Here are some of the interesting things Ms. Jacobsen tells us:
  • The celebrated Dr. J. B. Rhine of Duke University (1895-1980), well-known as a pioneer of the study of parapsychology, "was working on numerous classified ESP research programs with the Deaprtment of Defense... Declassified documents reveal that in 1952 the Army initiated a secret program with Rhine's Duke University Parapsychology Laboratory involving ESP and animals. Army commanders wondered, "Could dogs locate land mines buried underwater, under conditions that gave no normal sensory clues?" " After some initial reported success, apparently they could not. (p. 42-43).
  • Dr. Andrija Puharich (1918-1995) is best known as the man who "discovered" Uri Geller and brought him to the US for study. "Classified documents indicate that [Puharich] worked on a  research program described as an effort "to locate a drug that might enhance ESP" " (p. 44-45). Puharich apparently is credited with being the first to actually identify the hallucinogenic "sacred mushroom" used by certain sects in Mexico, having made several field trips to investigate, some with the "psychic" Peter Hurkos (p. 48-49).He was described as "The once-brilliant medical doctor and research pioneer whose Puharich Theory had set the CIA and the Defense Department's psychic research programs in motion in the early 1950s." Puharich's Theory was that "extraterrestrials were trying to send messages to humans through psychic people, and that extremely low frequency, or ELF, waves were responsible for the sicknesses of the age" (p. 372).
  • The CIA was very interested in the alleged super-powers of "psychic" Uri Geller. However, for various reasons the CIA didn't trust Puharich enough, and so "[Dr. Kit] Green would soon become Uri Geller's handler" (p. 99). Kit Green has played a major role in matters concerning AAWSAP, Robert Bigelow's NIDS, Skinwalker Ranch, as well as the SERPO Hoax. "The decision to test Geller was a decision made by CIA director Richard Helms," said Green (p. 99). In 1975 when Geller was tested at the Lawrence Livermore Labs in California, "Kit Green served as the contract monitor for the CIA" (P. 178).
  • The well-known tests of Uri Geller's supposed powers by Dr. Harold Puthoff and Russell Targ at SRI in the 1970s were, in fact, paid for by the CIA. Puthoff is, of course, now a major player in TTSA and AAWSAP, as well as also being involved in the SERPO hoax. "Green supported Puthoff and Targ in their conclusion as physicists, in what the CIA called in memos the Swann-Geller effect" (referring to Ingo Swann, another alleged psychic and Remote Viewer, p. 148).
  • Because the CIA considered Puharich to be "unsavory,"  a "shell entity needed to be created through which Geller-related funds could flow and Puharich could be paid - ideally an organizarion or a person of solid repute. Puharich knew exactly the right person. His name was Edgar Mitchell, the astronaut and Apollo 14 crew member," the sixth person to walk on the moon (p. 99). Mitchell (1930-2016) famously attempted an ESP test from space, scoring at chance level (p. 116).
Ray Hyman does a card trick for
CSICOP, 1983.
  • "An ARPA [Advanced Research Projects Agency] project manager named George Lawrence, accompanied by two civilian psychologists, Robert Van Castle and Ray Hyman, traveled to SRI to test Geller on their own. Their conclusion, later reported in Time magazine [March 12, 1973], was that anyone who believed Geller's powers was falling for the "ridiculous." " (p. 145). Ray Hyman is a founding member of CSICOP (now CSI), a psychologist, magician, and a longtime critic of parapsychology.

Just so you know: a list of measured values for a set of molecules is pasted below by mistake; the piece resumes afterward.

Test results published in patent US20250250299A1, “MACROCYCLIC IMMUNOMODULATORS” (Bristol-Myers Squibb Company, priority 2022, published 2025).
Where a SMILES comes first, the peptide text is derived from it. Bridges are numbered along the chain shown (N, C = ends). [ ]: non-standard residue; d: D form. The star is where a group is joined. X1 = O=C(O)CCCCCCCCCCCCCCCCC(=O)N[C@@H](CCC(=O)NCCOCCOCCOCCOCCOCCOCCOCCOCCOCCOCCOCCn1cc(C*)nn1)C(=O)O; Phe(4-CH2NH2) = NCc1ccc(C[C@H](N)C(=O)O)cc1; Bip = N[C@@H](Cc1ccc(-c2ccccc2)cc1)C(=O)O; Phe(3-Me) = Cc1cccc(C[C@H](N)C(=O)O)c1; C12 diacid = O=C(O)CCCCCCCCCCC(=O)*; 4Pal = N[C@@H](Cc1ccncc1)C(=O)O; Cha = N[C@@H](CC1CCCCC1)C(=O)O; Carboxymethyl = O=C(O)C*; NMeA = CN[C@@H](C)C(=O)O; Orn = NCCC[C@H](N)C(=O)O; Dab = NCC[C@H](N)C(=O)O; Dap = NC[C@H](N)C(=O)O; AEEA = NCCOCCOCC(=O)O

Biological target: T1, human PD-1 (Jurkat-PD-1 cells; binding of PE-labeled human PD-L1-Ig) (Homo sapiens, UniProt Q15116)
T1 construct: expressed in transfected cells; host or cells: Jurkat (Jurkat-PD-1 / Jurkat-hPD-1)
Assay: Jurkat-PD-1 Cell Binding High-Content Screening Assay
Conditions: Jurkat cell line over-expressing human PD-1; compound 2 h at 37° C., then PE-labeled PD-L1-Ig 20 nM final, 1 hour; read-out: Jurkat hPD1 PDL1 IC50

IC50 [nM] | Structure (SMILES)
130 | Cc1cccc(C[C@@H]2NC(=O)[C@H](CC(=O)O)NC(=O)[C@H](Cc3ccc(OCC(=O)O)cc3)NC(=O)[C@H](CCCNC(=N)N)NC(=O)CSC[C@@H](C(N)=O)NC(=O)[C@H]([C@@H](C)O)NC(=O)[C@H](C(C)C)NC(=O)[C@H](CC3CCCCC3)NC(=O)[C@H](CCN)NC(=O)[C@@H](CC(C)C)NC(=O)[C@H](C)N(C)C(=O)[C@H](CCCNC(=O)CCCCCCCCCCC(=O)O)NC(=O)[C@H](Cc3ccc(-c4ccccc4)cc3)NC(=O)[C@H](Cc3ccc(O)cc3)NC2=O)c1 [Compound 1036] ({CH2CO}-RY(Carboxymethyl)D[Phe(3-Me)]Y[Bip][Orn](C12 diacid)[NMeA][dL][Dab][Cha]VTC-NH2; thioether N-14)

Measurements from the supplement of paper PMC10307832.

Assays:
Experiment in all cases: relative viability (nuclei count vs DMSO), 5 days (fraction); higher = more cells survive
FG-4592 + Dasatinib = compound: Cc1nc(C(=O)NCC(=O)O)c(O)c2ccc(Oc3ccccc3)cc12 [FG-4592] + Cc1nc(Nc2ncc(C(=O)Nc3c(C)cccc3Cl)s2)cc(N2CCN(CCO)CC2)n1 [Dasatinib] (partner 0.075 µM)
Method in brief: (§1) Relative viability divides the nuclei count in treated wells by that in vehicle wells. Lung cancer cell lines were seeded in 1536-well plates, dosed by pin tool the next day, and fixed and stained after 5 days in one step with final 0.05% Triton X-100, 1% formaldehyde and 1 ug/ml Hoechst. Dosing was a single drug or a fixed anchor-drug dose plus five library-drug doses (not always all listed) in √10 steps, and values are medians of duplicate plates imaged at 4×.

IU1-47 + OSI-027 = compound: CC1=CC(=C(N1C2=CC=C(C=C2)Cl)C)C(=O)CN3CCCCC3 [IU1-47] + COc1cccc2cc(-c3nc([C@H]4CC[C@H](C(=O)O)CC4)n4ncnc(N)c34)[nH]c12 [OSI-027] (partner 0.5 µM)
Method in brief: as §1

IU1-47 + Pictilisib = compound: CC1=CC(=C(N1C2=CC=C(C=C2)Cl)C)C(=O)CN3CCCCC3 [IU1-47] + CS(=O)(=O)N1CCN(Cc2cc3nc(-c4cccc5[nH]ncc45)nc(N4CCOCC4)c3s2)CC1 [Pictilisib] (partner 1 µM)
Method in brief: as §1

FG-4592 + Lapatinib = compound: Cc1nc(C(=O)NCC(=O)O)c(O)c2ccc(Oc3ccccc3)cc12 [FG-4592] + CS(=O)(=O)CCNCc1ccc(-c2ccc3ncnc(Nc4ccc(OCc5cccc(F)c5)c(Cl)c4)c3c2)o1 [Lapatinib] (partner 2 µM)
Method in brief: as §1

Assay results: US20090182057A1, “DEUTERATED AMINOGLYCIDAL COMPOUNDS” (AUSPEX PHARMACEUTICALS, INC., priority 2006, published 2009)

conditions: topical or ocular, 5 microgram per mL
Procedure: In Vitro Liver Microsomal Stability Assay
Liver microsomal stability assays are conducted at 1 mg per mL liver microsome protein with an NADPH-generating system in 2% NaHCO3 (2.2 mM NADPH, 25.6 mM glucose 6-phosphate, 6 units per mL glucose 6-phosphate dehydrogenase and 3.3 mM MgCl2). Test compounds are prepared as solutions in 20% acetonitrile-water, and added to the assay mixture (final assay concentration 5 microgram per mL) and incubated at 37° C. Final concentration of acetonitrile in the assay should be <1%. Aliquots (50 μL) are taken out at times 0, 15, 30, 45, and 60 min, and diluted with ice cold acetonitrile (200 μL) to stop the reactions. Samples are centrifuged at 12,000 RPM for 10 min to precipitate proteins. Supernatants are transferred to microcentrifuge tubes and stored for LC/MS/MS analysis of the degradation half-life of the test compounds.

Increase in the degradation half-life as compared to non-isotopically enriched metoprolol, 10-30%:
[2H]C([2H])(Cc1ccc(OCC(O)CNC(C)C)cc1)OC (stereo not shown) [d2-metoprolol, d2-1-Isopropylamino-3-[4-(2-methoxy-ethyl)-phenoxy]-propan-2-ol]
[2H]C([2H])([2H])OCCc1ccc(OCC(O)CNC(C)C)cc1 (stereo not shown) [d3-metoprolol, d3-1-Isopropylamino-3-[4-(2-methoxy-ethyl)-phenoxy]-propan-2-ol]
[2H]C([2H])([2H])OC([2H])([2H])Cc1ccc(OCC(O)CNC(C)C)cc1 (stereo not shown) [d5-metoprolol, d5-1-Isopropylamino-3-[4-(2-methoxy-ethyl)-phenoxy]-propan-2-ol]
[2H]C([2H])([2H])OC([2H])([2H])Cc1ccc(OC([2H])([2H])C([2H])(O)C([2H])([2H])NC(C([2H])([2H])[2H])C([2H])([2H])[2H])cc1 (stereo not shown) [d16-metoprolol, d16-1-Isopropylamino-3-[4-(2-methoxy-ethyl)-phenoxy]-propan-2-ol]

• "One day in late April 1973, [Ingo] Swann was eating lunch in the SRI cafeteria with a colleague of Puthoff's, a computer scientist and astronomer named Jacques Vallee" (p. 152). Of course, Vallee is and has been one of the best-known names in all UFOology, for more than fifty years. Vallee suggested to Swann that remote viewers needed "an addressing scheme," similar to network addresses. Thus the idea of coordinate-based remote viewing began. Jacobsen wrongly states that Vallee worked with Dr. J. Allen Hynek on the Air Force's Project Blue Book. While Vallee and Hynek were close friends and colleagues, Vallee was not involved with Blue Book. 
  • Ms. Jacobsen notes that in 1973, Geller had "recently been unable to demonstrate psychokinesis on Johnny Carson's Tonight Show" (p. 174). But she does not inform us why that happened. It was because Carson, himself a onetime magician, enlisted his friend James "The Amazing" Randi, to supervise controls in the studio, to prevent Geller from cheating. As described in this account of "10 Epic Magic Trick Failures, "when Geller was due to perform on the Tonight Show in 1973, Johnny Carson asked Randi to help make sure that Geller couldn't use misdirection in his act. Randi kept all of Geller's people away from the set before the performance, and without their help, Geller's act was a flop. During his segment, you can see Geller hedging as his tricks go awry on live television. He left humiliated."
  • Joe McMoneagle worked with Puthoff and Targ on Remote Viewing. He was sent to SRI for training, then he was sent to Ft. Meade, Maryland to do experiments for Army Intelligence. He was reportedly successful, and he was designated "Remote Viewer 001" (p. 232). Nowadays, McMoneagle is mixed up in a lot of far-out stuff, as described in the book "Remote Viewing UFOs." It tells "Joe McMoneagle and Ingo Swann’s views on Remote Viewing Extraterrestrials." There is also a chapter on "The Carlos Diaz Photos." I know who Carlos Diaz is. He is one of the biggest phonies I have ever met, and to call him the "George Adamski of Mexico" would be pretty accurate. The ETs are his friends.